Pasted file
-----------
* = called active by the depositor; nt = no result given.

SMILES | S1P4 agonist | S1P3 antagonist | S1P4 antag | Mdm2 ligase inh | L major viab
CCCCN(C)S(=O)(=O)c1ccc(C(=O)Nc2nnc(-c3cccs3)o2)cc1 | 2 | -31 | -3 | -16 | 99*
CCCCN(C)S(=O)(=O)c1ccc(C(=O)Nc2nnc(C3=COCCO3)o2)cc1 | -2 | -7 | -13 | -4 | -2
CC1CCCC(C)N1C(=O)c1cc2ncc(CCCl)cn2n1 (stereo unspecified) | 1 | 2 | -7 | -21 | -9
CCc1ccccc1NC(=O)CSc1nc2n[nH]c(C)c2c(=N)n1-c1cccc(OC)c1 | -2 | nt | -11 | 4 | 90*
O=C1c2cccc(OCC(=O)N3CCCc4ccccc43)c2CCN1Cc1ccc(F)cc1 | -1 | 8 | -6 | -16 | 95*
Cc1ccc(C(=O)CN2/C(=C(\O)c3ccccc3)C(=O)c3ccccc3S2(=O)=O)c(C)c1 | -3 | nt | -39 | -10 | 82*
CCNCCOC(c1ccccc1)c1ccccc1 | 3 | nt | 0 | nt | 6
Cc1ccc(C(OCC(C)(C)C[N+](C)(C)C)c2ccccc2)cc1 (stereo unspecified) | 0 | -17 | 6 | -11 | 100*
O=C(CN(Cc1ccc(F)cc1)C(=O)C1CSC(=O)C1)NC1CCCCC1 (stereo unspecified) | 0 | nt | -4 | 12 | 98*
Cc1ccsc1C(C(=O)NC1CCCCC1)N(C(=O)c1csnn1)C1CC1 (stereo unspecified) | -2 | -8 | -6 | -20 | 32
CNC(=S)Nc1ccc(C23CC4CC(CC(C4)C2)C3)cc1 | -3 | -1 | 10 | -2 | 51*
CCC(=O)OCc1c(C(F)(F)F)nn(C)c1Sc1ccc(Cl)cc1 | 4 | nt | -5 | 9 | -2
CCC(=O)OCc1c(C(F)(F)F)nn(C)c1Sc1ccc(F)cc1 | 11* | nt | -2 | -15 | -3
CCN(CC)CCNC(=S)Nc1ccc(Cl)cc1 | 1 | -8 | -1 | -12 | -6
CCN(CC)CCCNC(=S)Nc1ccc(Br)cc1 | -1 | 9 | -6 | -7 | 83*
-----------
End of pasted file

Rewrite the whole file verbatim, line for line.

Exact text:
* = called active by the depositor; nt = no result given.

SMILES | S1P4 agonist | S1P3 antagonist | S1P4 antag | Mdm2 ligase inh | L major viab
CCCCN(C)S(=O)(=O)c1ccc(C(=O)Nc2nnc(-c3cccs3)o2)cc1 | 2 | -31 | -3 | -16 | 99*
CCCCN(C)S(=O)(=O)c1ccc(C(=O)Nc2nnc(C3=COCCO3)o2)cc1 | -2 | -7 | -13 | -4 | -2
CC1CCCC(C)N1C(=O)c1cc2ncc(CCCl)cn2n1 (stereo unspecified) | 1 | 2 | -7 | -21 | -9
CCc1ccccc1NC(=O)CSc1nc2n[nH]c(C)c2c(=N)n1-c1cccc(OC)c1 | -2 | nt | -11 | 4 | 90*
O=C1c2cccc(OCC(=O)N3CCCc4ccccc43)c2CCN1Cc1ccc(F)cc1 | -1 | 8 | -6 | -16 | 95*
Cc1ccc(C(=O)CN2/C(=C(\O)c3ccccc3)C(=O)c3ccccc3S2(=O)=O)c(C)c1 | -3 | nt | -39 | -10 | 82*
CCNCCOC(c1ccccc1)c1ccccc1 | 3 | nt | 0 | nt | 6
Cc1ccc(C(OCC(C)(C)C[N+](C)(C)C)c2ccccc2)cc1 (stereo unspecified) | 0 | -17 | 6 | -11 | 100*
O=C(CN(Cc1ccc(F)cc1)C(=O)C1CSC(=O)C1)NC1CCCCC1 (stereo unspecified) | 0 | nt | -4 | 12 | 98*
Cc1ccsc1C(C(=O)NC1CCCCC1)N(C(=O)c1csnn1)C1CC1 (stereo unspecified) | -2 | -8 | -6 | -20 | 32
CNC(=S)Nc1ccc(C23CC4CC(CC(C4)C2)C3)cc1 | -3 | -1 | 10 | -2 | 51*
CCC(=O)OCc1c(C(F)(F)F)nn(C)c1Sc1ccc(Cl)cc1 | 4 | nt | -5 | 9 | -2
CCC(=O)OCc1c(C(F)(F)F)nn(C)c1Sc1ccc(F)cc1 | 11* | nt | -2 | -15 | -3
CCN(CC)CCNC(=S)Nc1ccc(Cl)cc1 | 1 | -8 | -1 | -12 | -6
CCN(CC)CCCNC(=S)Nc1ccc(Br)cc1 | -1 | 9 | -6 | -7 | 83*